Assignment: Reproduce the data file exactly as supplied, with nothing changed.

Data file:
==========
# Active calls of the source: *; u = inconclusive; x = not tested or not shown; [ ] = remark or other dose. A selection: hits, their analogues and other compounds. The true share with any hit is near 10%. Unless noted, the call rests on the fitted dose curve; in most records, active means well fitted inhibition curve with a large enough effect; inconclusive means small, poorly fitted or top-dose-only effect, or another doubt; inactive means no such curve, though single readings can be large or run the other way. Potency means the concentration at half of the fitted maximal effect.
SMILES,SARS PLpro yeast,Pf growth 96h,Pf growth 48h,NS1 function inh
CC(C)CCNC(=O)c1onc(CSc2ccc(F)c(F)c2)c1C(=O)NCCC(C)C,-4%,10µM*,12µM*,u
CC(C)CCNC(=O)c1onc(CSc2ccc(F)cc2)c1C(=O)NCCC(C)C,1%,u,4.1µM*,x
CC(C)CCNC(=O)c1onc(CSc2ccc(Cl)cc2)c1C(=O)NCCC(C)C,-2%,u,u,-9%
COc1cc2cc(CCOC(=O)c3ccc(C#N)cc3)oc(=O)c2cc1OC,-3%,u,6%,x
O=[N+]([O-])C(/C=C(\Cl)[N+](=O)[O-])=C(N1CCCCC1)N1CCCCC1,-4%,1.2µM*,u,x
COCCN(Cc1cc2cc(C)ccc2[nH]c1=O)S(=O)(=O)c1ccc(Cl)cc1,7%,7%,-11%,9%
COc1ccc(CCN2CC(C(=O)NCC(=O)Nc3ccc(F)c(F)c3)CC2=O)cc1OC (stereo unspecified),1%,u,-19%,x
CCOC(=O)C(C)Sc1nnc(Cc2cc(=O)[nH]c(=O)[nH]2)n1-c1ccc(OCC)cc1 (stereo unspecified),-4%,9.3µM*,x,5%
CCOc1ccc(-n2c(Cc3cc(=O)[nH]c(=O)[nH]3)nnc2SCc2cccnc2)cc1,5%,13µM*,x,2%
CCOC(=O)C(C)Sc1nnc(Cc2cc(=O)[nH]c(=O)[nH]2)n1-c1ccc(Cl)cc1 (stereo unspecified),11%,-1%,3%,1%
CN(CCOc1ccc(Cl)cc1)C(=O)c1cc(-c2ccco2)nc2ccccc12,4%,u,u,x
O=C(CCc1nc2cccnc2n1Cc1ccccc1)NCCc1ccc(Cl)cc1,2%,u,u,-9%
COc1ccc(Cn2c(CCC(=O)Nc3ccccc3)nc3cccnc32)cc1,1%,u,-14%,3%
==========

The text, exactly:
# Active calls of the source: *; u = inconclusive; x = not tested or not shown; [ ] = remark or other dose. A selection: hits, their analogues and other compounds. The true share with any hit is near 10%. Unless noted, the call rests on the fitted dose curve; in most records, active means well fitted inhibition curve with a large enough effect; inconclusive means small, poorly fitted or top-dose-only effect, or another doubt; inactive means no such curve, though single readings can be large or run the other way. Potency means the concentration at half of the fitted maximal effect.
SMILES,SARS PLpro yeast,Pf growth 96h,Pf growth 48h,NS1 function inh
CC(C)CCNC(=O)c1onc(CSc2ccc(F)c(F)c2)c1C(=O)NCCC(C)C,-4%,10µM*,12µM*,u
CC(C)CCNC(=O)c1onc(CSc2ccc(F)cc2)c1C(=O)NCCC(C)C,1%,u,4.1µM*,x
CC(C)CCNC(=O)c1onc(CSc2ccc(Cl)cc2)c1C(=O)NCCC(C)C,-2%,u,u,-9%
COc1cc2cc(CCOC(=O)c3ccc(C#N)cc3)oc(=O)c2cc1OC,-3%,u,6%,x
O=[N+]([O-])C(/C=C(\Cl)[N+](=O)[O-])=C(N1CCCCC1)N1CCCCC1,-4%,1.2µM*,u,x
COCCN(Cc1cc2cc(C)ccc2[nH]c1=O)S(=O)(=O)c1ccc(Cl)cc1,7%,7%,-11%,9%
COc1ccc(CCN2CC(C(=O)NCC(=O)Nc3ccc(F)c(F)c3)CC2=O)cc1OC (stereo unspecified),1%,u,-19%,x
CCOC(=O)C(C)Sc1nnc(Cc2cc(=O)[nH]c(=O)[nH]2)n1-c1ccc(OCC)cc1 (stereo unspecified),-4%,9.3µM*,x,5%
CCOc1ccc(-n2c(Cc3cc(=O)[nH]c(=O)[nH]3)nnc2SCc2cccnc2)cc1,5%,13µM*,x,2%
CCOC(=O)C(C)Sc1nnc(Cc2cc(=O)[nH]c(=O)[nH]2)n1-c1ccc(Cl)cc1 (stereo unspecified),11%,-1%,3%,1%
CN(CCOc1ccc(Cl)cc1)C(=O)c1cc(-c2ccco2)nc2ccccc12,4%,u,u,x
O=C(CCc1nc2cccnc2n1Cc1ccccc1)NCCc1ccc(Cl)cc1,2%,u,u,-9%
COc1ccc(Cn2c(CCC(=O)Nc3ccccc3)nc3cccnc32)cc1,1%,u,-14%,3%